(600b) End-Pairing of Soluble Capped (-CH2-CH2-O-)n Oligimers Provides a Experimentally Accessible Direct Observation of a Hydrophobic Bond
AIChE Annual Meeting
Thursday, November 11, 2010 - 8:50am to 9:10am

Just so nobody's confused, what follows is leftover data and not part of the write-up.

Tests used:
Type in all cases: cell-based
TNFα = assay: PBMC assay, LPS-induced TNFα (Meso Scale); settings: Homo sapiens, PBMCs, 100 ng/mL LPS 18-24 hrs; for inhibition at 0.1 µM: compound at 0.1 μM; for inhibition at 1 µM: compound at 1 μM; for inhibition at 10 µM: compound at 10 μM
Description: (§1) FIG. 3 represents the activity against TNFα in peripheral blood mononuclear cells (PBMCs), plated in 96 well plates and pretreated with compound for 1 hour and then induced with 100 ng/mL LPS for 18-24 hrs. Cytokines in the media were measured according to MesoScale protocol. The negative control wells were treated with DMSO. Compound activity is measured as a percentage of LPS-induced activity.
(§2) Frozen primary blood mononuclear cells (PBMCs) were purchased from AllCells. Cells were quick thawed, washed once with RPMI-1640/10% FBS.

Recently, Hammouda et al. (2004) showed that the aqueous solution clustering of (-CH2-CH2-O-)n polymers is sensitive to the capping of the linear chains by either ?OH or ?OCH3 or both. This suggests to us hydrophobic interaction, or bonding, of the caps in the ?OCH3 case, and further that manipulation of the capping groups might help in understanding hydrophobic interactions on a molecular scale (Pratt-2002). This would be important because hydrophobic interactions are widely expected to be central to self-assembly in aqueous solutions, and have been the target of several decades of theorizing and modeling, but so far there has been no direct mechanical observation of a primitive hydrophobic bond. Even the thermodynamic observation of isolated hydrophobic interactions has been limited (Tucker-Christian, Ashbaugh, Asthagiri-2008). Here we present extensive molecular dynamics simulations on ?OCH2CH3 capped (-CH2-CH2-O-)n oligomers that demonstrates a natural hydrophobic bond between end C-atoms, which appears distinctly in the atom-pair correlations that might be interrogated by large-angle X-ray and neutron scattering experiments. FIG. 1: Parallel tempering results for T=297.1K distinguish low-, moderate-, and high-extension regimes. The moderate-extension regime is associate with predominantly helical conformations typical of the polymer without the water medium; that regime is identified on the middle panel by the P(0)(r) obtained in a separate calculation without the water. The low-extension regime includes the contact peak on the left of these graphs, and is associated with the analogous contact-minimum in the CH4?CH4 potential-mean-force (pmf). That pmf has been studied in numerous previous simulation calculations over several decades. The solid curve represents short-distance ?Hydrophobic bonds' with window sampling that is consistent with the direct simulation results. The cumulative probability (red, right axis) shows that the interesting low-extension feature depends on about 1% of these data. That fraction reflects the compromise choice of chain length, here a 21-mer. The fraction might be higher for shorter chains but the correspondence of the low-extension feature to the CH4?.CH4 pmf might be poorer because of the stiffness of the chain. We expect that fraction to be lower for longer chains, but a comparison of this low-extension feature to the CH4?CH4 pmf should be closer.